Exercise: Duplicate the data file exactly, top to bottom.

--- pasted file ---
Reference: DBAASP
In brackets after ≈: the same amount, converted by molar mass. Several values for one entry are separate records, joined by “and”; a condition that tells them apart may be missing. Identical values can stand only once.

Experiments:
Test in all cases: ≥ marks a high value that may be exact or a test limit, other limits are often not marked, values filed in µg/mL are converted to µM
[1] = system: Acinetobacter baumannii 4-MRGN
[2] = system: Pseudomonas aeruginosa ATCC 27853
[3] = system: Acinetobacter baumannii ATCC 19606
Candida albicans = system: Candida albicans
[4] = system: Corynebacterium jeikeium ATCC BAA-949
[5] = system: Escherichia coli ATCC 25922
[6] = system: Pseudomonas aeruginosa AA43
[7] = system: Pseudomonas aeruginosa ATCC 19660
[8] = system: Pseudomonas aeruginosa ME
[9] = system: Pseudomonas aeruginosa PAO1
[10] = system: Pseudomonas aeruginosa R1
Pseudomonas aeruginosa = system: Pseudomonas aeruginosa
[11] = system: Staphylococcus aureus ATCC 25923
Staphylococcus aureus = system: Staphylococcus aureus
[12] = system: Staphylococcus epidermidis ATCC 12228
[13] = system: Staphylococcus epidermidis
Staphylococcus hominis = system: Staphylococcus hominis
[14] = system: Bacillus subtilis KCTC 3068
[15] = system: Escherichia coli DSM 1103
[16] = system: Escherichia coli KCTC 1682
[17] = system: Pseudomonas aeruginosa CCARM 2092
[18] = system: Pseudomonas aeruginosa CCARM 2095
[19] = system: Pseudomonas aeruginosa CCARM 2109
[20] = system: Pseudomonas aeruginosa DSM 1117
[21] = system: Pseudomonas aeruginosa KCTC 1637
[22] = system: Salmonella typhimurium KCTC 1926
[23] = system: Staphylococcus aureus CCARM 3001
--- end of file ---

Reference: DBAASP
In brackets after ≈: the same amount, converted by molar mass. Several values for one entry are separate records, joined by “and”; a condition that tells them apart may be missing. Identical values can stand only once.

Experiments:
Test in all cases: ≥ marks a high value that may be exact or a test limit, other limits are often not marked, values filed in µg/mL are converted to µM
[1] = system: Acinetobacter baumannii 4-MRGN
[2] = system: Pseudomonas aeruginosa ATCC 27853
[3] = system: Acinetobacter baumannii ATCC 19606
Candida albicans = system: Candida albicans
[4] = system: Corynebacterium jeikeium ATCC BAA-949
[5] = system: Escherichia coli ATCC 25922
[6] = system: Pseudomonas aeruginosa AA43
[7] = system: Pseudomonas aeruginosa ATCC 19660
[8] = system: Pseudomonas aeruginosa ME
[9] = system: Pseudomonas aeruginosa PAO1
[10] = system: Pseudomonas aeruginosa R1
Pseudomonas aeruginosa = system: Pseudomonas aeruginosa
[11] = system: Staphylococcus aureus ATCC 25923
Staphylococcus aureus = system: Staphylococcus aureus
[12] = system: Staphylococcus epidermidis ATCC 12228
[13] = system: Staphylococcus epidermidis
Staphylococcus hominis = system: Staphylococcus hominis
[14] = system: Bacillus subtilis KCTC 3068
[15] = system: Escherichia coli DSM 1103
[16] = system: Escherichia coli KCTC 1682
[17] = system: Pseudomonas aeruginosa CCARM 2092
[18] = system: Pseudomonas aeruginosa CCARM 2095
[19] = system: Pseudomonas aeruginosa CCARM 2109
[20] = system: Pseudomonas aeruginosa DSM 1117
[21] = system: Pseudomonas aeruginosa KCTC 1637
[22] = system: Salmonella typhimurium KCTC 1926
[23] = system: Staphylococcus aureus CCARM 3001